So… we’d been walked around Mayfair to a secret location – with a dress code, no less. We’d missed trains and braved walks in dark woods up precipitous hills as well as hangovers to attend. So when the invitation for the 4th in the series of ARSE (Andrew‘s Really Secret Event) gatherings arrived, I signed up without a moment’s hesitation. I expected a list of instructions that included things like “bring an elephant gun and water purification tablets” or “make sure your compass works”. Instead I got the far more prosaic “Meet outside Farringdon tube station at ten past noon on Sunday”. Ah well. Guess the adrenalin was getting too much for our charming host ;o)
From Farringdon it was a mere hop, skip and jump on lovely flat, tarred roads (no dark hills!) to one of my favourite venues in London – Vinoteca where ARSE#4 was taking place. Andrew explained that the event was to be some sort of speed dating. Speed dating? Surely he was kidding? But no, we got to the venue to find long table lined with pairs of chairs facing each other in the classic speed dating style. To our relief, though, we were not going to be speed-dating our fellow-bloggers, but the dozen or so Australian winemakers who were there representing Australia’s First Families of Wine, an initiative bringing together 12 of Australia’s oldest family-owned vineyards. We would move from table to table, and at each table, 3 or 4 winemakers would get 4-5 minutes each to present a wine. If only all speed dating were this much fun!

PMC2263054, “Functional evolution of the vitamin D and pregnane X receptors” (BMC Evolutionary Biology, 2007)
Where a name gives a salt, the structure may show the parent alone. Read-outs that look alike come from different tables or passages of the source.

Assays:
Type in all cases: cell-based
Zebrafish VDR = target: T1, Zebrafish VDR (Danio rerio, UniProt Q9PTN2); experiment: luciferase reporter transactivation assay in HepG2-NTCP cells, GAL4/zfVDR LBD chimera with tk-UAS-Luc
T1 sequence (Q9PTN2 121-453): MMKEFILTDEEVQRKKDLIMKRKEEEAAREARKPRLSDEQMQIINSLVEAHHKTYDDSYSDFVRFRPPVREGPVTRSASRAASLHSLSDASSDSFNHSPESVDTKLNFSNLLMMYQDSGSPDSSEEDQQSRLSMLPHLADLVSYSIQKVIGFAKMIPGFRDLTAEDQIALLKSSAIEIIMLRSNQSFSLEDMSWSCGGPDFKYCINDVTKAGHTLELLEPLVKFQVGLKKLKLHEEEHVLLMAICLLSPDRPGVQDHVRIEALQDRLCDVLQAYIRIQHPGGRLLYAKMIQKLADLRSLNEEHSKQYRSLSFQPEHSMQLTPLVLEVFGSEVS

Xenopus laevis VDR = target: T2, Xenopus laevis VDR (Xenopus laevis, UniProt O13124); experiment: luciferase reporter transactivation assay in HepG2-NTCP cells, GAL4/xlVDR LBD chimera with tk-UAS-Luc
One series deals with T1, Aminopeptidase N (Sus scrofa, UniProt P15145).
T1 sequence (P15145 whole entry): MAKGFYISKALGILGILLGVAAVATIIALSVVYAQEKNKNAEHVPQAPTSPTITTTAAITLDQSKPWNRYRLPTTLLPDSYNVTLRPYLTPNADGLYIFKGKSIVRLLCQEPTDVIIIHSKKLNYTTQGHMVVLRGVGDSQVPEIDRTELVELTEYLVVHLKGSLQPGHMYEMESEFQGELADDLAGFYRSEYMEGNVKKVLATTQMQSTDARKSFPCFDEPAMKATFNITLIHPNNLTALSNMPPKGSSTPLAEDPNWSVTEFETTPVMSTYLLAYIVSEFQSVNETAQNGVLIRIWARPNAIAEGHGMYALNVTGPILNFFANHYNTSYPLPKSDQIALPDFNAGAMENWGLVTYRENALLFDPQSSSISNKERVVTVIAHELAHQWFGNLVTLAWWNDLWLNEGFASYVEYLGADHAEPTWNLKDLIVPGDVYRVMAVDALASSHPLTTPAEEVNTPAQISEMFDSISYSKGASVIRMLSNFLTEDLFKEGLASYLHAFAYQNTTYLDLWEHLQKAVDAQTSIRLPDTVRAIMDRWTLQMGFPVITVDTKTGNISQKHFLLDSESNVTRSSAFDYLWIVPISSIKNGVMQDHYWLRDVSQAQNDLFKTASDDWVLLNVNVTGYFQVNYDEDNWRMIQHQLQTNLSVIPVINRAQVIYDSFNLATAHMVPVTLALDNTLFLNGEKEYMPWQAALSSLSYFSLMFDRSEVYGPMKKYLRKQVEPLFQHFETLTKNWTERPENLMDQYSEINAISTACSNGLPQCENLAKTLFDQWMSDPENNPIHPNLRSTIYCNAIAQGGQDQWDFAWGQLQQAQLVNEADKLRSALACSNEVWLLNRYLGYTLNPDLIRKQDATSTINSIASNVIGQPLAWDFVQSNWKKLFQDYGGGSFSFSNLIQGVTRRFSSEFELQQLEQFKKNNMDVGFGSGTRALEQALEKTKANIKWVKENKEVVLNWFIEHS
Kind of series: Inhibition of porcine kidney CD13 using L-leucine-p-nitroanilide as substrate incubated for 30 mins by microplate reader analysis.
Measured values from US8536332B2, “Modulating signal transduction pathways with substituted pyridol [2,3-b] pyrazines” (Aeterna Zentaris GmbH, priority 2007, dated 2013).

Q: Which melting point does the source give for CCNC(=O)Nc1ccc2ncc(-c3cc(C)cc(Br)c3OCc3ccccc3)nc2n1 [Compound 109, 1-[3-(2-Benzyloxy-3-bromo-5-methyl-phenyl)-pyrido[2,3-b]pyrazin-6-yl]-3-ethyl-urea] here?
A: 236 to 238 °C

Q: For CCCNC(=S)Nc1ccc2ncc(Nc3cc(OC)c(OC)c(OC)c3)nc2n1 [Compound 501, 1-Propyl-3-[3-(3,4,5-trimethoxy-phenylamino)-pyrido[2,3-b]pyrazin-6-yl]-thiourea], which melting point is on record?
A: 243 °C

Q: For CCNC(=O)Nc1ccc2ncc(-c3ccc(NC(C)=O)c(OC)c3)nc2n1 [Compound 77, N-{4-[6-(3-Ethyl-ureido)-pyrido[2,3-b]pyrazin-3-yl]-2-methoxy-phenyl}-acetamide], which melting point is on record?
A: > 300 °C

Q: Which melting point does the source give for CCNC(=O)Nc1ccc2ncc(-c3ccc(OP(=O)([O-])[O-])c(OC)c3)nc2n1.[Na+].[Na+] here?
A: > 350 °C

At my first table, I met Bruce Tyrell of Tyrell’s Wines and Phil Ryan of McWilliam’s Wines, as well as Natalie Burch of Howard Park who has possibly the driest sense of humour I have ever come across – clearly I was an instant fan ;). Here, we tasted the 2005 McWilliams Mount Pleasant Lovedale Semillon (quite tart with notes of Granny Smith apple and pineaple); the 2003 Tyrrell’s Winemaker Selection Vat 1 Hunter Semillon (an surprisingly French nose, and a wine that tasted astonishingly young, considering its age); and my runaway favourite, the 2009 Howard Park Riesling (a heady nose of apricots, but bone dry with a tremendously long finish).
But sadly we couldn’t linger – we had more hot winemakers to date ;o) At the next table, we were greeted by Alister Purbrick of Tahbilk, Ross Brown of Brown Brothers, Leanne de Bortoli, and the irrepressible Chester Osborn (and his equally irrepressible shirt!) of d’Arenberg. Each winemaker talked about their wine, but it was only Chester who also brought along props – a fake spider, a dead hand, a feral fox soft toy, sticks and stones… Check out the names of their wines to see why! Anyhoo, back to business. Here, we tasted the 2008 Brown Brothers Banksdale Chardonnay (a nose like a French Chablis and a lovely full, rounded palate – toasty but not overwhelming and balanced by lots of citrussy notes. Totally unlike the standard expectations of an Aussie Chardonnay!); a 2008 De Bortoli Estate Chardonnay (a nose like a pot of melted butter and a palate full of grapefruit – classic and restrained); a 2009 Tahbilk Viognier (litchis and Apple Fizzer sweets on the nose followed by a big fruit salad palate full of apricots – a lovely big mouth-filling wine with well balanced mouth-watering acidity); and a 2009 d’Arenberg Money Spider Rousanne (fantastically intriguing nose with pears and honey; and a heady palate with spices, fruit and minerality all in one big bell curve of flavour and structure). My favourites here for me were definitely the Viognier and the Rousanne.